Pseudo-shock, its an Electric powered Sun

Disconnected tadpoles or plasmoids? No shock, pseudo or otherwise, these are plasmoid structures helping to power and part of the electromagnetic circuitry of an Electric Sun.

electric universe circuits stars

Astronomers cognitive dissonance calls them disconnected tadpole pseudo-shocks with rarefied tails. Good theories predict.

scientists noticed unique elongated jets emerging from sunspots - cool, magnetically-active regions on the Sun's surface - and rising 3,000 miles up into the inner corona. The jets, with bulky heads and rarefied tails, looked to the scientists like tadpoles swimming up through the Sun's layers...

We were looking for waves and plasma ejecta, but instead, we noticed these dynamical pseudo-shocks, like disconnected plasma jets, that are not like real shocks but highly energetic to fulfill Sun's radiative losses...

The pseudo-shocks have only been observed around the rims of sunspots so far, but scientists expect they'll be found in other highly magnetized regions as well.
Solar tadpole-like jets seen with NASA'S IRIS add new clue to age-old mystery | NASA

why is sun hotter outer atmosphere than surface

Why are the outer atmosphere layers of our plasma star millions of degrees hotter than its surface? Why is this still a mystery after all these years?

electric universe plasma stars

Disconnected from observable reality plasma jets

Pseudo-shock its an Electric plasma Sun: Disconnected tadpoles or plasmoids?

plasma cosmology stars

Scientists have discovered tadpole-shaped jets coming out of regions with intense magnetic fields on the Sun. Unlike those living on Earth, these "tadpoles" - formally called pseudo-shocks - are made entirely of plasma, the electrically conducting material made of charged particles that account for an estimated 99 percent of the observable universe. The discovery adds a new clue to one of the longest-standing mysteries in astrophysics.

For 150 years scientists have been trying to figure out why the wispy upper atmosphere of the Sun—the corona—is over 200 times hotter than the solar surface. This region, which extends millions of miles, somehow becomes superheated and continually releases highly charged particles, which race across the solar system at supersonic speeds.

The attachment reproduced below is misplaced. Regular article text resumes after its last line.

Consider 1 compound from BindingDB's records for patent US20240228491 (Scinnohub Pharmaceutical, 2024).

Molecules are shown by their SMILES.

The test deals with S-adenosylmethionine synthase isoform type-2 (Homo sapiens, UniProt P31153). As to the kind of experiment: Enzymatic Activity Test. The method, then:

Solar tadpole-like jets seen with NASA'S IRIS add new clue to age-old mystery | NASA

electric stars

The Sun’s outer corona consists of plasma whose temperature exceeds one million degrees. This extremely hot corona is located only a few hundred kilometres above the solar surface known as the photosphere that maintains its temperature around 6000 degrees. A longstanding problem is the energy source for the corona and a mechanism that deposits this energy and heats the corona to such high temperatures. Despite numerous space and ground-based observations, and extensive theoretical efforts, the problem still remains unsolved.
Discovery of Confined Pseudo-shocks as a New Energy Source for the Heating of Sun’s Corona


Plasma moves in the corona through magnetic loops which may be connected with the flows in and around sunspots... we observed the presence of pseudo-shocks around a sunspot. Unlike shocks, pseudo-shocks exhibit discontinuities only in the mass density.
Confined pseudo-shocks as an energy source for the active solar corona

A day before this announcement astronomers had shockingly revealed more mysterious solar shockwave structures called herringbones, which are plasma instabilities.

Pseudo-shocking debate, is it an Electric Sun?

Anthony Perrat's modern Plasma Cosmology would not have been shocked. Nor would other alternative theories that suggest stars and our Sun our powered externally by electromagnetic energy and transformations around its surface and especially its outer atmospheric layers.

solar plasmoids

In recent years, scientists have largely debated two possible explanations for coronal heating: nanoflares and electromagnetic waves. The nanoflare theory proposes bomb-like explosions, which release energy into the solar atmosphere. Siblings to the larger solar flares, they are expected to occur when magnetic field lines explosively reconnect, releasing a surge of hot, charged particles. An alternative theory suggests a type of electromagnetic wave called Alfvén waves might push charged particles into the atmosphere like an ocean wave pushing a surfer. Scientists now think the corona may be heated by a combination of phenomenon like these, instead of a single one alone.
Solar tadpole-like jets seen with NASA'S IRIS add new clue to age-old mystery | NASA